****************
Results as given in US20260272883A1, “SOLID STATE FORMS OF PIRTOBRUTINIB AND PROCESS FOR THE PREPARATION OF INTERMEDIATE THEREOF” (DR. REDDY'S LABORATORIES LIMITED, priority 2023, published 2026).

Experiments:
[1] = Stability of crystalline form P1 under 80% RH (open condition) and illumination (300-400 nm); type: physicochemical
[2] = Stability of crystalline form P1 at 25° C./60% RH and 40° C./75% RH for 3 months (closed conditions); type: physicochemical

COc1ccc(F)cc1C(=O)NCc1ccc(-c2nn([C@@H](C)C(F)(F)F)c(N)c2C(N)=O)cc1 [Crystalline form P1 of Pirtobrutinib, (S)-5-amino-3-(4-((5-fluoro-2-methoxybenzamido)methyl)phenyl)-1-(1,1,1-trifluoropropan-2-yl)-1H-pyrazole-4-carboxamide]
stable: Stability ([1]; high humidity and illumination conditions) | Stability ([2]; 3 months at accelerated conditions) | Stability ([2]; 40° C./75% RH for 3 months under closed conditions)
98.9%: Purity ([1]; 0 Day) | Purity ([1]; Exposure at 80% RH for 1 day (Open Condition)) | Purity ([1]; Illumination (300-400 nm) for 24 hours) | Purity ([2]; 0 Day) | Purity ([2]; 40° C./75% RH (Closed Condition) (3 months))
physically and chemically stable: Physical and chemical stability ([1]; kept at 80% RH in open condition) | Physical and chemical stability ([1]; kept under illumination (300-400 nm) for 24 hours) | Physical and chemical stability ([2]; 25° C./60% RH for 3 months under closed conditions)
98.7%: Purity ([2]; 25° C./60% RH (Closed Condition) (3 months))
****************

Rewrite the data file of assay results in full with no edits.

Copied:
Results as given in US20260272883A1, “SOLID STATE FORMS OF PIRTOBRUTINIB AND PROCESS FOR THE PREPARATION OF INTERMEDIATE THEREOF” (DR. REDDY'S LABORATORIES LIMITED, priority 2023, published 2026).

Experiments:
[1] = Stability of crystalline form P1 under 80% RH (open condition) and illumination (300-400 nm); type: physicochemical
[2] = Stability of crystalline form P1 at 25° C./60% RH and 40° C./75% RH for 3 months (closed conditions); type: physicochemical

COc1ccc(F)cc1C(=O)NCc1ccc(-c2nn([C@@H](C)C(F)(F)F)c(N)c2C(N)=O)cc1 [Crystalline form P1 of Pirtobrutinib, (S)-5-amino-3-(4-((5-fluoro-2-methoxybenzamido)methyl)phenyl)-1-(1,1,1-trifluoropropan-2-yl)-1H-pyrazole-4-carboxamide]
stable: Stability ([1]; high humidity and illumination conditions) | Stability ([2]; 3 months at accelerated conditions) | Stability ([2]; 40° C./75% RH for 3 months under closed conditions)
98.9%: Purity ([1]; 0 Day) | Purity ([1]; Exposure at 80% RH for 1 day (Open Condition)) | Purity ([1]; Illumination (300-400 nm) for 24 hours) | Purity ([2]; 0 Day) | Purity ([2]; 40° C./75% RH (Closed Condition) (3 months))
physically and chemically stable: Physical and chemical stability ([1]; kept at 80% RH in open condition) | Physical and chemical stability ([1]; kept under illumination (300-400 nm) for 24 hours) | Physical and chemical stability ([2]; 25° C./60% RH for 3 months under closed conditions)
98.7%: Purity ([2]; 25° C./60% RH (Closed Condition) (3 months))